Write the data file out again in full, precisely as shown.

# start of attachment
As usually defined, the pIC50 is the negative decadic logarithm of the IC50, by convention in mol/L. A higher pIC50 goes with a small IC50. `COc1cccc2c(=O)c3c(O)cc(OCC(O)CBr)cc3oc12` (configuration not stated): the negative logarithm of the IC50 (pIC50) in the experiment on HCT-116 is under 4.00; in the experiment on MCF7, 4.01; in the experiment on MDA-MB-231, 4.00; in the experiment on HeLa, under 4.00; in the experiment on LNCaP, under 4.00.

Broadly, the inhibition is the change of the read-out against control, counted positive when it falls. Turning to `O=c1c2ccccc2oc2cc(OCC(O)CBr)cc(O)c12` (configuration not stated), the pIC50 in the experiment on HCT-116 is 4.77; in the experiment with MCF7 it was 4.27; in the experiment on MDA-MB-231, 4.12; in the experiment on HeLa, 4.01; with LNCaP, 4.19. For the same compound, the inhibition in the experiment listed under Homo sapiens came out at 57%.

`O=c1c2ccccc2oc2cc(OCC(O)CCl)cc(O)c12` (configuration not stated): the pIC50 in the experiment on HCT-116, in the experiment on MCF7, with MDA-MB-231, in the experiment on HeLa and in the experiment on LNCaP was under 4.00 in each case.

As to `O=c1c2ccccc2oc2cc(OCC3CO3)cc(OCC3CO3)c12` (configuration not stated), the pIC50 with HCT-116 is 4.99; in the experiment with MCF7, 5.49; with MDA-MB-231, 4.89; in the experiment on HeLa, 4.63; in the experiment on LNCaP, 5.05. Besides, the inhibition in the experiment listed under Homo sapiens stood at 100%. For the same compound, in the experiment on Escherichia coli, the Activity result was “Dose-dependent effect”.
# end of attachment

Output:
As usually defined, the pIC50 is the negative decadic logarithm of the IC50, by convention in mol/L. A higher pIC50 goes with a small IC50. `COc1cccc2c(=O)c3c(O)cc(OCC(O)CBr)cc3oc12` (configuration not stated): the negative logarithm of the IC50 (pIC50) in the experiment on HCT-116 is under 4.00; in the experiment on MCF7, 4.01; in the experiment on MDA-MB-231, 4.00; in the experiment on HeLa, under 4.00; in the experiment on LNCaP, under 4.00.

Broadly, the inhibition is the change of the read-out against control, counted positive when it falls. Turning to `O=c1c2ccccc2oc2cc(OCC(O)CBr)cc(O)c12` (configuration not stated), the pIC50 in the experiment on HCT-116 is 4.77; in the experiment with MCF7 it was 4.27; in the experiment on MDA-MB-231, 4.12; in the experiment on HeLa, 4.01; with LNCaP, 4.19. For the same compound, the inhibition in the experiment listed under Homo sapiens came out at 57%.

`O=c1c2ccccc2oc2cc(OCC(O)CCl)cc(O)c12` (configuration not stated): the pIC50 in the experiment on HCT-116, in the experiment on MCF7, with MDA-MB-231, in the experiment on HeLa and in the experiment on LNCaP was under 4.00 in each case.

As to `O=c1c2ccccc2oc2cc(OCC3CO3)cc(OCC3CO3)c12` (configuration not stated), the pIC50 with HCT-116 is 4.99; in the experiment with MCF7, 5.49; with MDA-MB-231, 4.89; in the experiment on HeLa, 4.63; in the experiment on LNCaP, 5.05. Besides, the inhibition in the experiment listed under Homo sapiens stood at 100%. For the same compound, in the experiment on Escherichia coli, the Activity result was “Dose-dependent effect”.